Singapore’s Debt Capital Market – Shaken but Not Stirred?

By Stefanie Yuen Thio

There is a new villain in town, and his name is “Bond”. Junk Bond.

A View to a Kill

Until the 3rd quarter of this year, investors had been making a killing on Singapore’s exponentially growing debt capital market. Look at the statistics: From 2010 to 2014, the corporate bond market grew at a compounded annual growth rate of 35% to hit a record high of S$200 billion in 2014. In 2014, they constituted 21% of total investments by asset class[1]. The growth continued last year, with fresh issuances of 162 corporate bonds, amounting to S$22.81 billion[2]. In the first 9 months of this year, primary bond offerings from Singapore-domiciled issuers reached US$21.5 billion (up 25.2% in proceeds compared to the same period in 2015). However, Singapore’s local currency bond issuance in Q3 2016 saw a 63.7% decline from Q2 2016.[3]

With world markets facing negative interest rates, investors turned to high yield bonds, and issuances of corporate paper bearing >6% coupon jumped from only 1 in 2010, to 24 in 2014[4].

Notwithstanding choppy economic conditions, Singapore’s bond market continued to enjoy investor confidence in 2016, with one Bloomberg headline in June referring to the “Singapore Bond Market Frenzy”, and the Straits Times questioning the “tide of irrational exuberance sweeping across global bond markets”.

Skyfall

Investors’ honeymoon period with bonds came to a crashing halt in the third quarter of this year when main board listed Swiber Holdings Limited announced that it had appointed provisional liquidators. The offshore oil & gas company had 5 wholesale bonds listed on SGX-ST, and as at September, it had announced defaults on its S$150 million 6.5% Trust Certificates due 2018 issued by Swiber Capital Pte. Ltd, and its CNY 450 million 7.75% Fixed Rate Notes due 2017.

Since then, more issuers have defaulted on their bond payments, including Perisai Petroleum Teknologi and Swissco, both also in the oil & gas sector. Other troubled issuers are seeking maturity date extensions and/or covenant waivers. These include Ezra Holdings, Rickmers Maritime, Ausgroup and Marco Polo Marine, all also involved in the oil & gas or shipping sectors.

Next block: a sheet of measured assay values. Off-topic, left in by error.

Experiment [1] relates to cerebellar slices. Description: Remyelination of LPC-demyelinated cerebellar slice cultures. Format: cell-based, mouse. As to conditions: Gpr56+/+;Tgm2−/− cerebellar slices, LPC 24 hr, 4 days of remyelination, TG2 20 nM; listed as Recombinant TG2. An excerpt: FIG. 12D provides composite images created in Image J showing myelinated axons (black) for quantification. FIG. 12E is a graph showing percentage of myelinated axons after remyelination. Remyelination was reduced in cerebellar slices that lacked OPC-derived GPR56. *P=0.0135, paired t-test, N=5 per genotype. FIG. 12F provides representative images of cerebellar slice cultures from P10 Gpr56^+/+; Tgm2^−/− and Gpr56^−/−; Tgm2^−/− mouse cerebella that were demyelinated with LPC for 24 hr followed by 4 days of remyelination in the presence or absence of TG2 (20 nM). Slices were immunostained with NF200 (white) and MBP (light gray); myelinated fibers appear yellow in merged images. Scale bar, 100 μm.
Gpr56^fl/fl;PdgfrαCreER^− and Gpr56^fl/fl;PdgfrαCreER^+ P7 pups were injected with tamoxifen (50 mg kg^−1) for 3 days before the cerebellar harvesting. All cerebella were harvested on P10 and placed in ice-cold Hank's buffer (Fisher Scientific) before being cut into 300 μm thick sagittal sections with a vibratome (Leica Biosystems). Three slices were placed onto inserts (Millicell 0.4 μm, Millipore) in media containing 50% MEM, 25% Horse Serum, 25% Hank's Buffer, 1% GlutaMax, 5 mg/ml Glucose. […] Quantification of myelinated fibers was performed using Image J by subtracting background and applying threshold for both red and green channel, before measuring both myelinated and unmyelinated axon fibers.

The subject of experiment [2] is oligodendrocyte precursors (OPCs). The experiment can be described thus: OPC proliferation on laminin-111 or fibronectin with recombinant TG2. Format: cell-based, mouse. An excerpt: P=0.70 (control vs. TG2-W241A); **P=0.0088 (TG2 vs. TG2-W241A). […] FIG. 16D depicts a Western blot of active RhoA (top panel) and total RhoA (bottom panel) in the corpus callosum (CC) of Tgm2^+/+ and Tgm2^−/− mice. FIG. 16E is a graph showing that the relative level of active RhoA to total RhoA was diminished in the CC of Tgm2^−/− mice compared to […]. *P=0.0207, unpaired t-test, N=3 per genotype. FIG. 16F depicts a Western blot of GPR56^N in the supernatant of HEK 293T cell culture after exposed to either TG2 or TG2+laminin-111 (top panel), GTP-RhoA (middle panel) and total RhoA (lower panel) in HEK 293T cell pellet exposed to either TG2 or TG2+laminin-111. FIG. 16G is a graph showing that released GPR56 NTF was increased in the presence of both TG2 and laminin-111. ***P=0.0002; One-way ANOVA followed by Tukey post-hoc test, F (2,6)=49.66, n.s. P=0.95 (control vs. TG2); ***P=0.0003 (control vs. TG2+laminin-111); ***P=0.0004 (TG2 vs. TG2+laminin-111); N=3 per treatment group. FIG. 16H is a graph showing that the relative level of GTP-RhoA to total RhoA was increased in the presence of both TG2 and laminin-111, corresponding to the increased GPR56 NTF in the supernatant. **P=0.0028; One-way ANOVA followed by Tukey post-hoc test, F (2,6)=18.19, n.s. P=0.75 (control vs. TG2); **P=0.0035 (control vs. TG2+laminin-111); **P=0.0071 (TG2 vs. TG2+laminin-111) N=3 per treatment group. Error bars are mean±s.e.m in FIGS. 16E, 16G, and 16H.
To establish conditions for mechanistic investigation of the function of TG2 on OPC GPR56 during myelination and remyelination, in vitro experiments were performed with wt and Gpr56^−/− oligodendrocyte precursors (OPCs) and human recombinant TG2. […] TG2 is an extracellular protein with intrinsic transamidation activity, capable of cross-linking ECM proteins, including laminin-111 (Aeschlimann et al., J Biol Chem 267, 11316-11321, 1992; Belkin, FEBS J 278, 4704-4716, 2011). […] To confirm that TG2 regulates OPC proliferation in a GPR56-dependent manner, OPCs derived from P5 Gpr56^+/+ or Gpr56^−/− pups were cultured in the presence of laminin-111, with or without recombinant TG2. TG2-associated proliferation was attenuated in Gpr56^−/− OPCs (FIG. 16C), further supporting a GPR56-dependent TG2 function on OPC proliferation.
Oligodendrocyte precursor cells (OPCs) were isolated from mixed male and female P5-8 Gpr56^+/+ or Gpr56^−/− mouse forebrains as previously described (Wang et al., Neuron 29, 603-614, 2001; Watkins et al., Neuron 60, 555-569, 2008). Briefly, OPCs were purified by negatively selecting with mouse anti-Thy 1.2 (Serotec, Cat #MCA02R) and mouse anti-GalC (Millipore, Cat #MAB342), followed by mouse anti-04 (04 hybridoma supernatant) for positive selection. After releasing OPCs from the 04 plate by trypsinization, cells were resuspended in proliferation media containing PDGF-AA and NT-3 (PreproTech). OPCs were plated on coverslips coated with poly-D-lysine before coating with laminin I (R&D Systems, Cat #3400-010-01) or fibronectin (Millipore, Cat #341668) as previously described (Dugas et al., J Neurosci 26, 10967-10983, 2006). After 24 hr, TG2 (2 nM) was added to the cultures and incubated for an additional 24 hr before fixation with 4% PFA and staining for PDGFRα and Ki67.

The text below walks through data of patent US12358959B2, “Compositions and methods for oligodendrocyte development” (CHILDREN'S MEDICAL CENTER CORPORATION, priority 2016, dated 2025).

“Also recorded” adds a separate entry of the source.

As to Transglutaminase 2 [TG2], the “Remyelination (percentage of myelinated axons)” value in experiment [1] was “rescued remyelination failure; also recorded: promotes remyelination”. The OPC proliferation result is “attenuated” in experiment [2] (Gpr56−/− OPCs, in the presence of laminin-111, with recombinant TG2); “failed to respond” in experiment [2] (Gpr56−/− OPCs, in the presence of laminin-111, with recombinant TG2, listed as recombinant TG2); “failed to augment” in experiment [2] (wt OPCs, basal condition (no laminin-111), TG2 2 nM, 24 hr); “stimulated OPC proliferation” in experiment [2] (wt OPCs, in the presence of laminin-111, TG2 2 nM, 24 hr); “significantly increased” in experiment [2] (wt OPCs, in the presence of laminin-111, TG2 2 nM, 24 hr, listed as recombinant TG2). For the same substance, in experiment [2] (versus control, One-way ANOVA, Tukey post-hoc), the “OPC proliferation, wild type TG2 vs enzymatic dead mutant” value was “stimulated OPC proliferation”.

[A snapshot of the consent solicitation exercises undertaken in the past 12 months for SGX-listed companies/securities to vary or waive the terms of their bonds is set out in Table A.]

Table A – Consent Solicitation Exercises in past 12 months

No. Issuer Industry Variation/Waiver Requested
1 Rickmers Maritime Trust Shipping
  • Haircut
  • Extension of maturity
  • Reduction of interest payable

 

2 Perisai Capital Oil & Gas
  • Waiver of non-compliance
  • Deferment of interest payment
  • Extension of maturity
  • Amendment of financial covenants

 

3 Ezra Holdings Limited Shipping
  • Waiver of non-compliance

 

4 Swiber Holdings Limited Oil & Gas (Shipping)
  • Amendment of financial covenants
  • Waiver of non-compliance

 

5 Interplex Holdings Ltd. Precision Engineering
  • Amendment of note terms to include call option
  • Waiver of post-amendment non-compliance

 

6 Marco Polo Marine Ltd. Oil & Gas (Shipping)
  • Extension of maturity
  • Waiver of non-compliance

 

7 KrisEnergy Ltd. Oil & Gas
  • Amendment of financial covenants

 

8 Otto Marine Services Pte. Ltd. Shipping
  • Extension of maturity
  • Waiver of non-compliance

 

9 Halcyon Agri Corporation Limited Natural rubber
  • Suspension of financial covenants in connection with a takeover

 

10 Nam Cheong Limited Shipping
  • Amendment of financial covenants
  • Waiver of non-compliance

 

11 AusGroup Limited Oil & Gas (Construction)
  • Extension of maturity
  • Waiver of non-compliance

 

12 Miclyn Express Offshore Limited Shipping
  • Amendment of financial covenants
  • Amendment of redemption terms

 

13 Tat Hong Holdings Ltd Heavy Equipment
 
  • Amendment of financial covenants

 

14 TML Holdings Pte. Ltd. Financial Services
  • Amendment to allow early redemption

 

15 Cordlife Group Limited Medical (Stem cells)
  • Amendment of note terms to include call option
  • Waiver of non-compliance
  • Redeem all the notes

 

16 Dyna-Mac Holdings Ltd. Oil & Gas (Construction)
  • Amendment of note terms to include call option